It looked done and dusted. It seemed like another loss for Missouri men's basketball. Southern Methodist led by double digits for most of the second half. The Tigers shot just 37.7% from the field on the night.
Judging on those figures, it wasn't a game Missouri should have won. But even so, the Tigers' 80-75 overtime victory over the Mustangs was one few would have expected to turn into a shootout after the first half.
Missouri now faces Florida State in the Jacksonville Classic championship game at 7:30 p.m. Monday.
"Every game will present something differently for our guys until we become who we are," Missouri coach Cuonzo Martin said. "I know what I'd like for us to be and the identity for us to have. They have to grow into that ."
SMU led by 11 at halftime, with Missouri shooting 7 for 33 from the field and finishing the opening interval with no points in the last seven minutes and the Mustangs on a 20-2 run.
Then, the comeback ensued. Missouri battled back after being down by as many as 13 points with 12 minutes remaining in the second half.
The Tigers were led by Kobe Brown's 24 points, seven rebounds and two assists. But when he got into foul trouble late in the game, the Tigers needed someone else to take the reins against the Mustangs.
"I just tried to get my team over the hump," Brown said. "We were in a drought. I wasn't really just trying to put up shots or anything. My teammates did a really good job ... getting me the ball."
From there, Amari Davis, DaJuan Gordon and Ronnie DeGray III stepped up.
"I think what they're learning more than anything is the value of defending every possession down and what that means as team to give ourselves a chance to win," Martin said. ... "All we need is one possession at a time."
Davis opened the scoring on the first possession of the game with a corner 3 but didn't score again until the second half. The transfer from Green Bay took over from there, finishing with 14 points, including two big free throws to give Missouri a six-point lead in overtime.
"Amari's (an) aggressive downhill driver," Martin said. ... "We need him to be assertive, focus on the task at hand, getting to the rim, getting to the free-throw line, because he has that ability."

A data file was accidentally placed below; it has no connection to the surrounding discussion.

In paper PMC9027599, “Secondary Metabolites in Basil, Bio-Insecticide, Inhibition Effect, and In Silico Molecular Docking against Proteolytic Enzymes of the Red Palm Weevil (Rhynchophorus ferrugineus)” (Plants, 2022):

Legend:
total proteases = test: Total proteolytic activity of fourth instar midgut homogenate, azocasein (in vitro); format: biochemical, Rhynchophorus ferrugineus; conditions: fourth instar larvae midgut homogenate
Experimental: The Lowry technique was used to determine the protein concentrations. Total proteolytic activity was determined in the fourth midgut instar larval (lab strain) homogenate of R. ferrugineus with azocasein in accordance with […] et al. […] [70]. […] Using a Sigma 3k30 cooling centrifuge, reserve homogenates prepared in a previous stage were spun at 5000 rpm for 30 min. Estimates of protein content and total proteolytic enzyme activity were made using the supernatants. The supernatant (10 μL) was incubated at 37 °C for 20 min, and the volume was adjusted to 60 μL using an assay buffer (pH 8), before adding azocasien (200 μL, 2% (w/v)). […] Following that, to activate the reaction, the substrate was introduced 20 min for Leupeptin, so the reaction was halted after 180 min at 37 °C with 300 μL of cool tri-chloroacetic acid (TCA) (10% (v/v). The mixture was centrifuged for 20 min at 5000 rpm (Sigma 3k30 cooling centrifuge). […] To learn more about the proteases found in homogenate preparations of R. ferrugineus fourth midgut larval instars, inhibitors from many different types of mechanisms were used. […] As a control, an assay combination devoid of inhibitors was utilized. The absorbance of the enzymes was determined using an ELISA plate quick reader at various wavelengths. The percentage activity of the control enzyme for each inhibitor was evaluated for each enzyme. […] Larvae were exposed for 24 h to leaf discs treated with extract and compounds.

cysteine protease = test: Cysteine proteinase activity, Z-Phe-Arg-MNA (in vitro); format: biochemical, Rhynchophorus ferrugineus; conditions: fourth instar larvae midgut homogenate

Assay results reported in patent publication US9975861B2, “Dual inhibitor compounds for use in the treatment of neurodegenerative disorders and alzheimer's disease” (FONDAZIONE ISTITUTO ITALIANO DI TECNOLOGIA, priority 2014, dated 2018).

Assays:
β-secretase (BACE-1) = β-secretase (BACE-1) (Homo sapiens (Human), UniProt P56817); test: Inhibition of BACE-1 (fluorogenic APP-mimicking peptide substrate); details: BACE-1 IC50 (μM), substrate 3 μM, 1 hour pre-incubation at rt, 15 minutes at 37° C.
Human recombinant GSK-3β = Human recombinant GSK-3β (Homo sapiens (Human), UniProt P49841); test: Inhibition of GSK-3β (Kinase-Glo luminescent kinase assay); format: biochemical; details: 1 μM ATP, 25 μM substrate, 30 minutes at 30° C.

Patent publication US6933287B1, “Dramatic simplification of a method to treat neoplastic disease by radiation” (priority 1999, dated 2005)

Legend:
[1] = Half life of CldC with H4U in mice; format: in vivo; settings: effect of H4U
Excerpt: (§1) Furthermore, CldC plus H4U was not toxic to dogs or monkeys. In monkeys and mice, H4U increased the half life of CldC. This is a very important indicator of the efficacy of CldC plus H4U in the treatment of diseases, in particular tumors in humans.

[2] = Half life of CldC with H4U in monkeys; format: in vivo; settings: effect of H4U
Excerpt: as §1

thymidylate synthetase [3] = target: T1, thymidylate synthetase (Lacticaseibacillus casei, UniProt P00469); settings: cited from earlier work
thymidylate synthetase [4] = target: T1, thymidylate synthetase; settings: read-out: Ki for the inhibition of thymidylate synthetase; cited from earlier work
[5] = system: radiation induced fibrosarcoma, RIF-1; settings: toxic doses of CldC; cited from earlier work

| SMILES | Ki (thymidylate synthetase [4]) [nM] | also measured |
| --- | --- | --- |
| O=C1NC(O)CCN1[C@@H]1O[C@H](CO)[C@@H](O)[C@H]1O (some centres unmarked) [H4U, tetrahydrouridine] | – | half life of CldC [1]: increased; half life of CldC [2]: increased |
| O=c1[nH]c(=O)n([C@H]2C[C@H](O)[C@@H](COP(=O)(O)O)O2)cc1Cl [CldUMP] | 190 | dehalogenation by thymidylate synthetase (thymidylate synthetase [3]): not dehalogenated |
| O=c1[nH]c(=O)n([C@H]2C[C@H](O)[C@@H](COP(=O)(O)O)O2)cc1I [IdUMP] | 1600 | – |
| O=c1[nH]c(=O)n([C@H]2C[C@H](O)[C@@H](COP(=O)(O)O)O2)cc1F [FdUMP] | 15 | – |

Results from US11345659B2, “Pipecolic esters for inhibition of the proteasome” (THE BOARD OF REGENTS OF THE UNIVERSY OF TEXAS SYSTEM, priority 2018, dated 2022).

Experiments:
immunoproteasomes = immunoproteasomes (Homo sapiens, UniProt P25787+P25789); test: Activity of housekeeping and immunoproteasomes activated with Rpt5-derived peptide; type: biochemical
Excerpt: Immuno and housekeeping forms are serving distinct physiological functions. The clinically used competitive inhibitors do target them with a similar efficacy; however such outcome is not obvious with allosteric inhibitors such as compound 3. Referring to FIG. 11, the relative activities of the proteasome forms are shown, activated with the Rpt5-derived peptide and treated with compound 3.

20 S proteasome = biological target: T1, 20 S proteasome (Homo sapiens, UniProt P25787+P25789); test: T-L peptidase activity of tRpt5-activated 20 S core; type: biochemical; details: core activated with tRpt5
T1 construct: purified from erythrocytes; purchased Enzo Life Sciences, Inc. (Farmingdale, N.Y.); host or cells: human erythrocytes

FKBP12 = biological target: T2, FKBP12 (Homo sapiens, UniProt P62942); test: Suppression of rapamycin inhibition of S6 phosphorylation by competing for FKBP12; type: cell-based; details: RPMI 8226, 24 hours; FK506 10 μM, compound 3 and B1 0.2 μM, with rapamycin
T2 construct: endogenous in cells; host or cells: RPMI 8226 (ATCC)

DeGray was equally as big for the Tigers in the comeback. One of the more underrated bench performers in the country so far this season, the transfer from UMass finished with a huge 18 points and six rebounds, including the bucket and foul that put the game out of SMU's reach in overtime.
He went back into the game late in the second half when Brown got into foul trouble.
"He's been really valuable, big-time help," Brown said. "He crashed the boards hard. ... Gets a lot of second-chance points. He's a big help. He does all the tough stuff."
Gordon landed several key shots down the stretch to help MU force overtime and ultimately get the win. After missing the opening game through suspension, Martin said Gordon was excited to play and that he settled in and performed well Sunday. Gordon transferred from Kansas State.
"These are new guys. I haven't played with them yet, really," Gordon said. "Just me getting comfortable playing with them."
But the defense was likely Missouri's biggest asset in the unforeseen comeback. The big first-half run SMU went on wasn't because of spectacular offense on the Mustangs' side but more so because of the Tigers' dire offense.
But the half-court defense Martin set out got the job done for the most part. The Mustangs only had two players with double-digit scoring figures — Kendric Davis with 29 and Marcus Weathers with 13.
"We're a good defensive team, and I feel like that right there can lead to a lot of wins," guard Jarron Coleman said. "Just getting the offense together is what the main goal is."